The grounds for denying an individual debtor a discharge in a chapter 7 case are narrow and are construed against the moving party. Among other reasons, the court may deny the debtor a discharge if it finds that the debtor: failed to keep or produce adequate books or financial records; failed to explain satisfactorily any loss of assets; committed a bankruptcy crime such as perjury; failed to obey a lawful order of the bankruptcy court; fraudulently transferred, concealed, or destroyed property that would have become property of the estate; or failed to complete an approved instructional course concerning financial management.

Secured creditors may retain some rights to seize property securing an underlying debt even after a discharge is granted. Depending on individual circumstances, if a debtor wishes to keep certain secured property (such as an automobile), he or she may decide to “reaffirm” the debt. A reaffirmation is an agreement between the debtor and the creditor that the debtor will remain liable and will pay all or a portion of the money owed, even though the debt would otherwise be discharged in the bankruptcy. In return, the creditor promises that it will not repossess or take back the automobile or other property so long as the debtor continues to pay the debt.

If the debtor decides to reaffirm a debt, he or she must do so before the discharge is entered. The debtor must sign a written reaffirmation agreement and file it with the court. The Bankruptcy Code requires that reaffirmation agreements contain an extensive set of disclosures. Among other things, the disclosures must advise the debtor of the amount of the debt being reaffirmed and how it is calculated and that reaffirmation means that the debtor’s personal liability for that debt will not be discharged in the bankruptcy. The disclosures also require the debtor to sign and file a statement of his or her current income and expenses which shows that the balance of income paying expenses is sufficient to pay the reaffirmed debt. If the balance is not enough to pay the debt to be reaffirmed, there is a presumption of undue hardship, and the court may decide not to approve the reaffirmation agreement. Unless the debtor is represented by an attorney, the bankruptcy judge must approve the reaffirmation agreement.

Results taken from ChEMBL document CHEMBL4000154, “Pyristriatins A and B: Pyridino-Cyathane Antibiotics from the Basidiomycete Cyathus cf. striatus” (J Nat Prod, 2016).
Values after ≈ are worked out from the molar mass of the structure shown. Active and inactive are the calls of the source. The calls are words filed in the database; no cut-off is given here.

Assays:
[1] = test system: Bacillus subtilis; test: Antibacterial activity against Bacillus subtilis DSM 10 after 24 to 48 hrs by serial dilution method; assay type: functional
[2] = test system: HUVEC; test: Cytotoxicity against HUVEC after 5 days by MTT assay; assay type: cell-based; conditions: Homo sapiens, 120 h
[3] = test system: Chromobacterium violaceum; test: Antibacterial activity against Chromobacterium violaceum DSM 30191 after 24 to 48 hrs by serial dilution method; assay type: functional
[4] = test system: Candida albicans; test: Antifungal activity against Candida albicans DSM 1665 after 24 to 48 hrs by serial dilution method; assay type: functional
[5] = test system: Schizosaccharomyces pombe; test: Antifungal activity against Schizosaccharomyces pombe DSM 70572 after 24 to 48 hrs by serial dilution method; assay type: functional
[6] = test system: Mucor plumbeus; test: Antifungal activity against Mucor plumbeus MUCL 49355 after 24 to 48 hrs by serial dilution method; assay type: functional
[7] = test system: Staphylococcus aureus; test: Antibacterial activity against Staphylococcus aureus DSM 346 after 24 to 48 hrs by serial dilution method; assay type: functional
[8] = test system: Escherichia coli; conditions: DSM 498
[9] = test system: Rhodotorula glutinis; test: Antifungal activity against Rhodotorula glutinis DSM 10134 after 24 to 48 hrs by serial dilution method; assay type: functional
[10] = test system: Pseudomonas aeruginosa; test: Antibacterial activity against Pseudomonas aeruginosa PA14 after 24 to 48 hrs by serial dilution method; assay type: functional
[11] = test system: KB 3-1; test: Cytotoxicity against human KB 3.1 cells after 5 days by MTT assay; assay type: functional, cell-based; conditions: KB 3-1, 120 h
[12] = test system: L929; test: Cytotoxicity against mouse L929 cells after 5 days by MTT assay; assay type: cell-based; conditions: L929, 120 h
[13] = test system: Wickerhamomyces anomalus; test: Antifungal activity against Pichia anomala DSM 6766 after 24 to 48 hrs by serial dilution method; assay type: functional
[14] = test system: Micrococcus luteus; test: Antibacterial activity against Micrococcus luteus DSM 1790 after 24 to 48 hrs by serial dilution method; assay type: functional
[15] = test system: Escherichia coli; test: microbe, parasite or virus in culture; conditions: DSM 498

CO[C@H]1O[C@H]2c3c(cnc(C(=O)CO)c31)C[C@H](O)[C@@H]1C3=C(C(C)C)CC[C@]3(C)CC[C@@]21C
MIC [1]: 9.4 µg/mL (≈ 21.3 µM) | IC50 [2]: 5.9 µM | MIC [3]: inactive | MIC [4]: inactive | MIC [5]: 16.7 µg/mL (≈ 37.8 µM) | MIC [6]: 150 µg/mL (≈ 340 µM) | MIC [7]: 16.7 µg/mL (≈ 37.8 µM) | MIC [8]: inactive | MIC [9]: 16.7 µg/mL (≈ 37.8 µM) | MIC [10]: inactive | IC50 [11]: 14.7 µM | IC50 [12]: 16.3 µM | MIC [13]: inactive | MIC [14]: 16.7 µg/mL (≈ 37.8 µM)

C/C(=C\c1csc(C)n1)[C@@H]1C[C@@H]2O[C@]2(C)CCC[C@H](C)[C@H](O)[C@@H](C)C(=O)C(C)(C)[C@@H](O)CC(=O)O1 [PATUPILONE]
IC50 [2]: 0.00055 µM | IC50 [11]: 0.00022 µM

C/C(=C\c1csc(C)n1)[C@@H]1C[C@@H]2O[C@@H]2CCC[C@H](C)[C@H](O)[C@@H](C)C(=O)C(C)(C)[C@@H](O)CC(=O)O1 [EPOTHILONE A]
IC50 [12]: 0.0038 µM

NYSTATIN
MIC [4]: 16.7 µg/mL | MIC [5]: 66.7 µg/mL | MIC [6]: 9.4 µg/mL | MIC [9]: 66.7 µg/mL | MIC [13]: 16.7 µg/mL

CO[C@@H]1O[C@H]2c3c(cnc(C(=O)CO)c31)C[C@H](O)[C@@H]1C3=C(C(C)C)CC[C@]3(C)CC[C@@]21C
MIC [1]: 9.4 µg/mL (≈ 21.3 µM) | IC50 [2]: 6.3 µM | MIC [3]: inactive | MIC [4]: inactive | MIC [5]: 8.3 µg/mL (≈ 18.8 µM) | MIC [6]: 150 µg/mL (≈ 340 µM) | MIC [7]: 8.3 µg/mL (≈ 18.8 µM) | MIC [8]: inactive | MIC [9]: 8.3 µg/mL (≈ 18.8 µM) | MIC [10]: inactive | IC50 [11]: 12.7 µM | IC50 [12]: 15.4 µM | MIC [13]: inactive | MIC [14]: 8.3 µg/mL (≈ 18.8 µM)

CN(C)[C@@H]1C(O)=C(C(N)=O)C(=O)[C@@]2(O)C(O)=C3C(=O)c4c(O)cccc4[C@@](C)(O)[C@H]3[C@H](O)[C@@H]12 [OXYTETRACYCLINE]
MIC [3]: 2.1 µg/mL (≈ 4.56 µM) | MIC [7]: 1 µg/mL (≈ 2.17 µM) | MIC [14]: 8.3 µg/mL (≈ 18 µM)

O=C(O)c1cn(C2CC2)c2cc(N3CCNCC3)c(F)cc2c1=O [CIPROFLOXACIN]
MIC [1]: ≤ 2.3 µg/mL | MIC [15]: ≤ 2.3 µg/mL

If the debtor was represented by an attorney in connection with the reaffirmation agreement, the attorney must certify in writing that he or she advised the debtor of the legal effect and consequences of the agreement, including a default under the agreement. The attorney must also certify that the debtor was fully informed and voluntarily made the agreement and that reaffirmation of the debt will not create an undue hardship for the debtor or the debtor’s dependents. The Bankruptcy Code requires a reaffirmation hearing if the debtor has not been represented by an attorney during the negotiating of the agreement, or if the court disapproves the reaffirmation agreement. The debtor may repay any debt voluntarily, however, whether or not a reaffirmation agreement exists. An individual receives a discharge for most of his or her debts in a chapter 7 bankruptcy case. A creditor may no longer initiate or continue any legal or other action against the debtor to collect a discharged debt. But not all of- an individual’s debts are discharged in chapter 7. Debts not discharged include debts for alimony and child support, certain taxes, debts for certain educational benefit over payments or loans made or guaranteed by a governmental unit, debts for willful and malicious injury by the debtor to another entity or to the property of’ another entity, debts for death or personal injury caused by the debtor’s operation of a motor vehicle while the debtor was intoxicated from alcohol or other substances, and debts for certain criminal restitution orders. The debtor will continue to be liable for these types of debts to the extent that they are not paid in the chapter 7 case. Debts for money or property obtained by false pretenses, debts for fraud or deceit while acting in a fiduciary capacity, and debts for willful and malicious injury by the debtor to another entity or to the property of another entity will he discharged unless a creditor timely files and prevails in an action to have such debts declared non dischargeable.

The court may revoke a chapter 7 discharge on the request of the trustee, a creditor, or the U.S. trustee if the discharge was obtained through fraud by the debtor, if the debtor acquired property that is property of the estate and knowingly and fraudulently failed to report the acquisition of such property or to surrender the property to the trustee, or if the debtor (Without a satisfactory explanation) makes a material misstatement or fails to provide documents or other information in connection with an audit of the debtor’s case.

We serve clients in Parsippany, Morristown, Morris Township, Morris Plains, Dover, Rockaway, Roxbury, Chester, Boonton, Chatham, Denville, Hanover, Florham Park, Kinnelon, Mendham, Mount Olive and all of Bergen County, Essex County, Hudson County, Middlesex County, Morris County, Passaic County, Somerset County, and Union County, New Jersey